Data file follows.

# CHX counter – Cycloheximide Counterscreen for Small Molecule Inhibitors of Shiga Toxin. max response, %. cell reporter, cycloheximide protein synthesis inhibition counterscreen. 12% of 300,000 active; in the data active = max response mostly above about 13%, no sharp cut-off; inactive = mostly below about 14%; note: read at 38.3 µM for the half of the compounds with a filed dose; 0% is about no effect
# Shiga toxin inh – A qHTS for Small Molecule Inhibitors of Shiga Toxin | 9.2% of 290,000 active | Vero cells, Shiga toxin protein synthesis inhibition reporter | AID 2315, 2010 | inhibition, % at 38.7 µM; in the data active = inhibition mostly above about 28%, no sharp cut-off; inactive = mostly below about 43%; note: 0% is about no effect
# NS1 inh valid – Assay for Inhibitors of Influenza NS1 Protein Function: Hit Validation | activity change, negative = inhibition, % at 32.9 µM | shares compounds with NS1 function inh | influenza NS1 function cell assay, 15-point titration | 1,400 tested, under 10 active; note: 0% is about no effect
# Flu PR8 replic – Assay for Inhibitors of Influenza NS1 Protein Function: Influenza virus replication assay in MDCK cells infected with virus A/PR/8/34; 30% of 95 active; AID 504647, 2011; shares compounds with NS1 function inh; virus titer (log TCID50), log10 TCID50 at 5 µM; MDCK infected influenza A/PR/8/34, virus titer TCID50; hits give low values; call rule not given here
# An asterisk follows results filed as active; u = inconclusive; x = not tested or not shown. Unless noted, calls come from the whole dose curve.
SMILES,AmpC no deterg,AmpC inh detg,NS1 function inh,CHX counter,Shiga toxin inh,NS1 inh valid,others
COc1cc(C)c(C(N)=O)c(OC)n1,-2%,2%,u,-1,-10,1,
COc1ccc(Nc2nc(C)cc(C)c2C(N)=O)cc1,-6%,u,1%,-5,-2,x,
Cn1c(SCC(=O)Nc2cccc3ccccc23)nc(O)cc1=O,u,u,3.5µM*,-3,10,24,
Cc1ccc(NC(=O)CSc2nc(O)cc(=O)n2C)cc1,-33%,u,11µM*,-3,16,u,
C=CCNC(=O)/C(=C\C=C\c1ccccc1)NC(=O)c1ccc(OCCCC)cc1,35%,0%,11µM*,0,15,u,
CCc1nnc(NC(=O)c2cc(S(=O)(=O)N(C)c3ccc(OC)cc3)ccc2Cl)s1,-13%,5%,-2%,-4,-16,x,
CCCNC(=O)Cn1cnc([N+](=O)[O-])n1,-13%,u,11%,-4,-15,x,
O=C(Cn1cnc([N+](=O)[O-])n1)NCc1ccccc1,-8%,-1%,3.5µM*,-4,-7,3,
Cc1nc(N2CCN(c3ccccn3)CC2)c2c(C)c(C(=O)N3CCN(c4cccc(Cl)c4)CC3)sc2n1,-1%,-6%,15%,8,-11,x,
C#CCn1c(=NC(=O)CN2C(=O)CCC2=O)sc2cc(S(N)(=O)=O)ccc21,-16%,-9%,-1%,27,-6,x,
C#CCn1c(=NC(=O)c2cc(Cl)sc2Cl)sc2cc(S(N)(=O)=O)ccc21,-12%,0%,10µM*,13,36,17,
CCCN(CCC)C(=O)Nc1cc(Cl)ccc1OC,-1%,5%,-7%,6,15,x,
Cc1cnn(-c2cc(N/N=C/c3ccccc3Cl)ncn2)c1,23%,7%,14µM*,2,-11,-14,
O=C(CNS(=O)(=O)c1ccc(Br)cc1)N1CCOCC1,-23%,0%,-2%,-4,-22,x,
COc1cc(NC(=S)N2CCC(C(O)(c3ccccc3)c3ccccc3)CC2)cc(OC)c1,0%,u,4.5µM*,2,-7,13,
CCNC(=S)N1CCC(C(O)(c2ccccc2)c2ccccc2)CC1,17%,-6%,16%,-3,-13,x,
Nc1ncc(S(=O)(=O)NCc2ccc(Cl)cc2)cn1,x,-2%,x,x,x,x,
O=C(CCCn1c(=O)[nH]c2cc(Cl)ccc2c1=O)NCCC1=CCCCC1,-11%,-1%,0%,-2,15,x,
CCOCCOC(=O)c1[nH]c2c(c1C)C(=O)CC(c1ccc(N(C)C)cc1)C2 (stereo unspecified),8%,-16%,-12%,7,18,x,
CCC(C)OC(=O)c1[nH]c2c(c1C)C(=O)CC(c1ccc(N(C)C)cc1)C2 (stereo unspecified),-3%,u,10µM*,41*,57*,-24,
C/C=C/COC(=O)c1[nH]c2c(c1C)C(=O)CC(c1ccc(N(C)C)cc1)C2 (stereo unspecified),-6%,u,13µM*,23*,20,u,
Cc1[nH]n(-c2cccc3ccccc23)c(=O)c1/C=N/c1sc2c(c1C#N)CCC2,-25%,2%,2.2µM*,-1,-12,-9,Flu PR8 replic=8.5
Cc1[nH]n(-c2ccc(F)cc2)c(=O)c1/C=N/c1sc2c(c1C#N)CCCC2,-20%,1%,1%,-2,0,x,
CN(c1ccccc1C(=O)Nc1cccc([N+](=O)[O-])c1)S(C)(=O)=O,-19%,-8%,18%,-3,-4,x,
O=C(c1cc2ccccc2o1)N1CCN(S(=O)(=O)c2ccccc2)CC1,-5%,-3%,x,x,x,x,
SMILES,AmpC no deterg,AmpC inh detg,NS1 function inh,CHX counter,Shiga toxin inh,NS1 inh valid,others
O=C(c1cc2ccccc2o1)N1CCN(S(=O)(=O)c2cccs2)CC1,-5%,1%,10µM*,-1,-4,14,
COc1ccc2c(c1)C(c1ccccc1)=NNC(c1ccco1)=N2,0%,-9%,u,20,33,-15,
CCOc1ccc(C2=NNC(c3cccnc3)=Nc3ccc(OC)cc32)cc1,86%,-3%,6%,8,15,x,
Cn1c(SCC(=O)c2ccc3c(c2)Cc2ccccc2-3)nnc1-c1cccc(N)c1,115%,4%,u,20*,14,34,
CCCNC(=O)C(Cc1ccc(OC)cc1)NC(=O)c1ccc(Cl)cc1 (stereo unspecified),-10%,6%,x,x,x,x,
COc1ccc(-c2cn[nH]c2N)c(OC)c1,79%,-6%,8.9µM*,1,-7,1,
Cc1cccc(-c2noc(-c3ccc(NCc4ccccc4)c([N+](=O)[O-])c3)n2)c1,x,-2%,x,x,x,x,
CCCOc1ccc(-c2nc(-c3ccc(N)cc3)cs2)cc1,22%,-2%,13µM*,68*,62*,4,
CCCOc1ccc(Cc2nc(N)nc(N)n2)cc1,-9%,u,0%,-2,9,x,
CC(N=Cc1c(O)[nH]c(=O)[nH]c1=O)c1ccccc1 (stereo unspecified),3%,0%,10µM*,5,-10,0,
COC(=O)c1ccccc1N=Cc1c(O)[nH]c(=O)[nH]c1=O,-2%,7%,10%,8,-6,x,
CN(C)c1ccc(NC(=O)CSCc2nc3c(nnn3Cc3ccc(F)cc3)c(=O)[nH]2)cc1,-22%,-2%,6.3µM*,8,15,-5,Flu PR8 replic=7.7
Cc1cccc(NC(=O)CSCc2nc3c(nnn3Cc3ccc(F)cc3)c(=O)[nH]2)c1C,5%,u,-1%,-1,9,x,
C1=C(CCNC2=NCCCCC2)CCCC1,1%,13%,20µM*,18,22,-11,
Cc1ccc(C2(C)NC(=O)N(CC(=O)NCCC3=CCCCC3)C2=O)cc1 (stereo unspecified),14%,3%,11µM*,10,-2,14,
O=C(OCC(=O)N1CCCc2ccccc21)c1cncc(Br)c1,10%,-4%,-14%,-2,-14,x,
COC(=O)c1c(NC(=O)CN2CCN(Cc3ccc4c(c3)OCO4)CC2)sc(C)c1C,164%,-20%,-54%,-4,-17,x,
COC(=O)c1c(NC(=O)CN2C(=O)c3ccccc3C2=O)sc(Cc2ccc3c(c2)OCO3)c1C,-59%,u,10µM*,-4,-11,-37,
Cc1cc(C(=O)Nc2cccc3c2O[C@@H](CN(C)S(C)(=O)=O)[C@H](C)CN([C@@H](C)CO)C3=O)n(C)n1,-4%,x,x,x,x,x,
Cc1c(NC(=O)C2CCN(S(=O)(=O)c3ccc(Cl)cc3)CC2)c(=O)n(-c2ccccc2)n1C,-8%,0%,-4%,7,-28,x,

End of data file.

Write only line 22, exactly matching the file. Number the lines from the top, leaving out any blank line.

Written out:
CCNC(=S)N1CCC(C(O)(c2ccccc2)c2ccccc2)CC1,17%,-6%,16%,-3,-13,x,